Science-fiction roundup: new worlds for adventuring women
Three new novels feature female adventurers in fantasy worlds that prove a match for their courage and wit. Featured: “Child of a Hidden Sea” by A.M. Dellamonica; “Artemis Awakening” by Jane Lindskold and “The Queen of the Tearling” by Erika Johansen.
Special to The Seattle Times
Where can women find adventure if not in books? Worlds made of words have provided testing grounds for our imaginations for centuries — words spoken, written, printed and now digitized.
It’s certainly possible for women to identify with male heroes, but three new novels bring us actual female protagonists living exciting, risk-filled lives, the kind men will admire as well.
The opening pages of A. M. Dellamonica’s “Child of a Hidden Sea” (Tor, 336 pp., $25.99) carry 24-year-old amateur biologist Sophie Hansa to Stormwrack, an alternate Earth. Though the same moon orbits overhead, Earth’s continents have been replaced by strange archipelagoes populated with magic-wielding, sword-brandishing duelists, pirates, and militant monks.
Entranced by the presence of several unfamiliar species — edible luminescent moths; ferrets whose tails are snakeheads; wasps embedded with the gemlike seeds of their flowering symbiotes — Sophie lands in trouble before she knows where she is.
Sophie’s status as the daughter of feuding nobles, combined with escalating assassination attempts on her aunt, a diplomatic courier, soon force Sophie to adapt to her new home. She dives into dangerous waters to retrieve a magical artifact defended by murderous mermen — the ransom demanded by baddies who’ve kidnapped her brother. She brazens her way through a formal state funeral and a heroic sea battle, and at last receives her reward: the right to travel between Earth and Stormwrack at will.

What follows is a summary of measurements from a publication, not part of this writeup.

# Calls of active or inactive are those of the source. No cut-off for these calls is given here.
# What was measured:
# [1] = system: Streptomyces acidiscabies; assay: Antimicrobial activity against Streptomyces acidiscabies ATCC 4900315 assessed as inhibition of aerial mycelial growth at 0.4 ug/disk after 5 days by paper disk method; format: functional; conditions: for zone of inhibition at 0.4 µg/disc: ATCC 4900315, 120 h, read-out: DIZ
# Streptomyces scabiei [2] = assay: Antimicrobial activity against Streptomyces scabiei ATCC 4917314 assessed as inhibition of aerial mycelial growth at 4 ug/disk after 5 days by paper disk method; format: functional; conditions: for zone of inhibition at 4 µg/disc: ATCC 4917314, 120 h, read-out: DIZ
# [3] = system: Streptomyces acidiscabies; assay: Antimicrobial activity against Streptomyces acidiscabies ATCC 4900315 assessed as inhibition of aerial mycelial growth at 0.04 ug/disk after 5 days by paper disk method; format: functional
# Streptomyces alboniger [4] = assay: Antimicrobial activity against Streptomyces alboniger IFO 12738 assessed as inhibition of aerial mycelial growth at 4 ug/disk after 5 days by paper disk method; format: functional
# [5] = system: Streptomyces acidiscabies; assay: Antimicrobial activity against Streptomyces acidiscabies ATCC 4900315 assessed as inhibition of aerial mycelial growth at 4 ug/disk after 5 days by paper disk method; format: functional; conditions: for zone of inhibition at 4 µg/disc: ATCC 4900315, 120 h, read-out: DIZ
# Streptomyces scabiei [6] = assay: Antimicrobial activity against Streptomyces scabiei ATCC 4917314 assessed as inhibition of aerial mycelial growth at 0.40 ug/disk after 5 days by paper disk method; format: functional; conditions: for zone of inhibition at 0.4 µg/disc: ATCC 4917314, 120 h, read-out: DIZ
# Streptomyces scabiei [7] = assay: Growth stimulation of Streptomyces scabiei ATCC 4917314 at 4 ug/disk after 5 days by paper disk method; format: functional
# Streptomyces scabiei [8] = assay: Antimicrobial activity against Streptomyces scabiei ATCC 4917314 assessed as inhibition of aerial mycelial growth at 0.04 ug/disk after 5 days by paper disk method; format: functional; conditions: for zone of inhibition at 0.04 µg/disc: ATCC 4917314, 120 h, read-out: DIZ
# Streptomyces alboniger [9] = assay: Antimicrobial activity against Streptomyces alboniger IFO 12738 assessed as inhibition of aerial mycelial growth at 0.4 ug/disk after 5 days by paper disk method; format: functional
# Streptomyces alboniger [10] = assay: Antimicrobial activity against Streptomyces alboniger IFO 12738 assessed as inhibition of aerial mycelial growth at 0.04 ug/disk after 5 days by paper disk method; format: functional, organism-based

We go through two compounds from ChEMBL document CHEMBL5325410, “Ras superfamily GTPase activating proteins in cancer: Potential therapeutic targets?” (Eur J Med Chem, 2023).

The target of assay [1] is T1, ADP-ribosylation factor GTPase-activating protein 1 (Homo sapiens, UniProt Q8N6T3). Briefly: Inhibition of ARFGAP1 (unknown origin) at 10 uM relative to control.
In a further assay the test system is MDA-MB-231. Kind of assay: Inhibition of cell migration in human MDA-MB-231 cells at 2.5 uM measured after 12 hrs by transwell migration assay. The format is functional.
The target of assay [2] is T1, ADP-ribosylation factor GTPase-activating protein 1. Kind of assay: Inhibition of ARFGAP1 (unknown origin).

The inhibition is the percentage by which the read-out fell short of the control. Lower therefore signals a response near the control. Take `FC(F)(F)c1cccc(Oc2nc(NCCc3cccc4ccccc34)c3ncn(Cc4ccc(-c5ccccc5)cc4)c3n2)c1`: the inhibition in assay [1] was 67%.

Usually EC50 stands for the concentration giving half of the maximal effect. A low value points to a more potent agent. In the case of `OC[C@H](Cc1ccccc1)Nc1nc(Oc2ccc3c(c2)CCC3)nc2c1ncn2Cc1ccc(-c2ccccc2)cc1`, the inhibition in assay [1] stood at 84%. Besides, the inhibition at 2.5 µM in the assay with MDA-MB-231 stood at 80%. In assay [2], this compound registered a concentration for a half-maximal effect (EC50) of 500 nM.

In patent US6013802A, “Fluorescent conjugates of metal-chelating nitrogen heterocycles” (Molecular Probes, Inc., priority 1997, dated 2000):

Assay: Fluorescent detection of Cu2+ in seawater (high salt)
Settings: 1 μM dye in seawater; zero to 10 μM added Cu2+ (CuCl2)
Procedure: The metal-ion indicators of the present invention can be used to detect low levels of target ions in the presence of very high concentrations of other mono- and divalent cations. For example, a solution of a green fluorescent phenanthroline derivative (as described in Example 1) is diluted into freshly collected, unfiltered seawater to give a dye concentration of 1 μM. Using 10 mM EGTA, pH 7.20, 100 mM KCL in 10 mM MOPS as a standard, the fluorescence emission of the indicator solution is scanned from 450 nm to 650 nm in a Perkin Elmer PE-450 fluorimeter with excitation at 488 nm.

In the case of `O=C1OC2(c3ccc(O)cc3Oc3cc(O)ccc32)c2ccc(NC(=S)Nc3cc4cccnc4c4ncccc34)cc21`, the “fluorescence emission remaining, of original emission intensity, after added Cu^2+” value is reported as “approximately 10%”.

In her third novel, first of a new series, Dellamonica has created a fascinating and original fantasyscape. Via Sophie’s bright, questing mind, Dellamonica shows us a lovely place, perfect for having adventures in — the sort of world J.M. Barrie’s Wendy would have visited often.
In “Artemis Awakening”(Tor, 304 pp., $24.99), veteran author Jane Lindskold evokes another grand escapist tradition: the planetary romance. As in the vintage science fiction of Leigh Brackett and Edgar Rice Burroughs, a footloose young man (in this case anthropologist Griffin Dane) is marooned on a distant world.
Artificially idyllic from pole to pole, Artemis was originally a vacation resort for the ultrarich of a long-dead interstellar empire. Huntress Adara guides Dane through Artemis’s devolved society, as the two face renegade machines and colonies of mutants together.
Though not the novel’s primary protagonists, Adara and her telepathic cougar companion steal the show. They fight, track, climb, and explore like the professionals they are, unfazed by a villainous immortal conducting genetic experiments reminiscent of Nazi Germany. Their valiant actions are crucial to the book’s happy, if inconclusive, ending, and will no doubt be equally important to its sequels.
“The Queen of the Tearling” (Harper, 437 pp., $26.99),Erika Johansen’s debut novel, has many of the trappings of pseudo-Medieval fantasies about unlikely heirs to thrones. But heroine Kelsea Raleigh Glynn opposes and overcomes her evil uncle, the Tearling’s Regent, in a dystopian setting three centuries in our future, at a time of crude, cobbled-together attempts to recover modern technologies.
Surprisingly sympathetic, the angst-ridden but nonsulky 19-year-old Kelsea struggles to win the hearts of her soldiers, even as she commits them to a war against a nearby slaveholding realm with superior military might. Both sides call upon supernatural powers: Kelsea’s marks her as her land’s destined ruler, while that of her enemy demands a tribute of blood. Johansen’s strong, efficient prose convincingly conveys the pressures and inevitabilities facing a determined young woman confronting the dangers of a violent era.
Seattle writer Nisi Shawl reviews science fiction and fantasy for The Seattle Times.